Kathleen Hughes Remembers Marilyn

Perhaps best known for her role in It Came From Outer Space (1953), Kathleen Hughes was married for sixty years to River Of No Return producer Stanley Rubin, who died in 2014 (see here.) She is also a regular guest at the annual memorial services for Marilyn.

Kathleen Hughes with husband Stanley Rubin

In an interview with Stephanie Nolasco for Fox News, Kathleen looks back on her career, and shares memories of Marilyn dating back to the first time she saw her perform in Strictly For Kicks, a revue staged at 20th Century Fox in March 1948 – many months after Marilyn’s first contract with the studio lapsed. (You can hear the Glenn Miller Band’s version of the song Marilyn performed here.) Kathleen’s cousin, Diana Herbert, had briefly appeared with Marilyn in her first movie, Scudda Hoo! Scudda Hay! Both were uncredited.

Kathleen also mentions testing for a role ‘a short time after’, which involved dancing, and losing the part to Marilyn. This could be Ladies of the Chorus, a low-budget 1948 musical filmed at Columbia Pictures in April 1948. The black gown worn by Marilyn in Strictly For Kicks was a costume from the movie.

Marilyn sings ‘I Never Took a Lesson in My Life’ in the Fox revue Strictly For Kicks (1948)

“My cousin Diana Herbert was taking acting lessons when I was already under contract. She was in a show at the studio club. Every studio in those days had a studio club and it consisted of all the people behind the scenes – the mailroom people, the secretaries – everybody but the actors. They would put on a show every year. My cousin was going to be in one of these shows.

The day before the show, she said, ‘They took my song number away from me and they gave it to a girl named Marilyn Monroe who had been under contract at the studio for six months — they had just dropped her! But now they’re giving her the song. I’m still in the show and you still have to come and see me.’ Well, I went to see it and Diana did her number. She was very, very good. But then Marilyn came on. Oh my God, she was fantastic. She did a song called “I Never Took a Lesson in My Life.” She was wearing this slinky black dress. I just couldn’t believe they dropped her.

She was incredible. She was just a star. I just thought if anyone from the studio saw the show, they would realize they made a terrible mistake and sign her back again. A short time later, the casting office called me and they said, ‘Can you dance?’ They got me with this poor, patient man of a dance director. He tried hour after hour after hour to teach me one simple step. Years later I was able to pick it up, but I could not learn this step at the time. At the end of the day, as it was getting dark, he said, ‘Forget it! We’ll get someone else.’ That someone else was Marilyn.”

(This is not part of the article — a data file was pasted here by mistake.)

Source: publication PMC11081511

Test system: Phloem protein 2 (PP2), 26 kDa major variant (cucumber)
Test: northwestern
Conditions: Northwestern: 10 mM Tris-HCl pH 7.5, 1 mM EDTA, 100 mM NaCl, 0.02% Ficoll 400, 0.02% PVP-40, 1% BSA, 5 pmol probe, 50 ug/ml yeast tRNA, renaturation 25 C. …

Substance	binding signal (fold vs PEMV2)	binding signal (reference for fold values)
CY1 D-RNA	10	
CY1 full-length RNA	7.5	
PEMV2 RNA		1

Fox News

Thanks to Jonathan Montrell

The Sandusky Roots of Sugar Kane

Sugar Kane, as played by Marilyn in Some Like It Hot, is actually Sugar Kowalczyk from Sandusky, Ohio – as Matt Westerhold notes in a piece for the Sandusky Register about his hometown’s movie connections.

“I enjoy it when Sandusky is the center of attention, and always get geeked when I hear mention of our city on TV shows and films. I loved it the first time, and ever since, when I heard Marilyn Monroe in the movie Some Like It Hot, say, ‘Imagine me, a smalltown girl from Sandusky, Ohio, (marrying the heir to the Shell Oil Co.).'” 

He’s got the gist of it, but here’s the exact dialogue from the scene in which, after singing ‘I Wanna Be Loved By You’ in a Florida hotel, Sugar receives a bouquet from her admirer and eagerly shares the news with her best pals, Daphne and Josephine…

SUGAR: Josephine, just imagine. Me, Sugar Kowalczyk from Sandusky, Ohio, on a millionaire’s yacht. lf my mother could only see me now.

DAPHNE: l hope my mother never finds out.

Marilyn: The Pretty Funny Girl

In a blog post for the 25 Years Later site, J.C. Hotchkiss looks back at Marilyn’s comedic roles in Monkey Business, Gentlemen Prefer Blondes, How to Marry a Millionaire, The Seven Year Itch and Some Like It Hot.

“The ‘dumb blonde’ has more depth than you would first think. As someone who has played this ingénue of a character, the ‘ditzy’ blonde needs to know herself. She needs to know the jokes but is NOT the joke. She needs to command the scene, but not be so childlike that the audience stops rooting for her and gets annoyed with her immaturity. Marilyn navigated this fine line throughout her career …

Marilyn fought for a long time to be taken seriously in the acting arena in which she desperately wanted to excel and to be a true actress, not just a pretty face.  I believe all these performance showcase that brilliance … To me, she was more than just a beauty. In fact, the internal struggles she was fighting throughout her life made these performances even that much more poignant …